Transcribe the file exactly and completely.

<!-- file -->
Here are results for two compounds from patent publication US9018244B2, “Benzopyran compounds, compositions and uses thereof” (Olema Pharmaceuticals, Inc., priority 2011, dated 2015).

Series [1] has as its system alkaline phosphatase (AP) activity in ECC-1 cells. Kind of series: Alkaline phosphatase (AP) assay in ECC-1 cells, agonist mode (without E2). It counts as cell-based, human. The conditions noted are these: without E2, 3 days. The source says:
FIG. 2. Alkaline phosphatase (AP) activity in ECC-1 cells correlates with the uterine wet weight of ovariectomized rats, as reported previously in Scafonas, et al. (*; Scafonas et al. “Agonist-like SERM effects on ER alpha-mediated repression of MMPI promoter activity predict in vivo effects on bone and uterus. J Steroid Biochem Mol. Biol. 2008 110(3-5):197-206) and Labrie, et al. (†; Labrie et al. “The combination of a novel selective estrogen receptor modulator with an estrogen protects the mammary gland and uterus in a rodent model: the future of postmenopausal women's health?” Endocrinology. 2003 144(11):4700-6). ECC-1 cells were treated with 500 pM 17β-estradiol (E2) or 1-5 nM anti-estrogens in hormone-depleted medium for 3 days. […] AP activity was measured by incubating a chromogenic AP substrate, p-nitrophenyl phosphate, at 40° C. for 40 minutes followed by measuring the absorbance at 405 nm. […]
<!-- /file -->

Here are results for two compounds from patent publication US9018244B2, “Benzopyran compounds, compositions and uses thereof” (Olema Pharmaceuticals, Inc., priority 2011, dated 2015).

Series [1] has as its system alkaline phosphatase (AP) activity in ECC-1 cells. Kind of series: Alkaline phosphatase (AP) assay in ECC-1 cells, agonist mode (without E2). It counts as cell-based, human. The conditions noted are these: without E2, 3 days. The source says:
FIG. 2. Alkaline phosphatase (AP) activity in ECC-1 cells correlates with the uterine wet weight of ovariectomized rats, as reported previously in Scafonas, et al. (*; Scafonas et al. “Agonist-like SERM effects on ER alpha-mediated repression of MMPI promoter activity predict in vivo effects on bone and uterus. J Steroid Biochem Mol. Biol. 2008 110(3-5):197-206) and Labrie, et al. (†; Labrie et al. “The combination of a novel selective estrogen receptor modulator with an estrogen protects the mammary gland and uterus in a rodent model: the future of postmenopausal women's health?” Endocrinology. 2003 144(11):4700-6). ECC-1 cells were treated with 500 pM 17β-estradiol (E2) or 1-5 nM anti-estrogens in hormone-depleted medium for 3 days. […] AP activity was measured by incubating a chromogenic AP substrate, p-nitrophenyl phosphate, at 40° C. for 40 minutes followed by measuring the absorbance at 405 nm. […]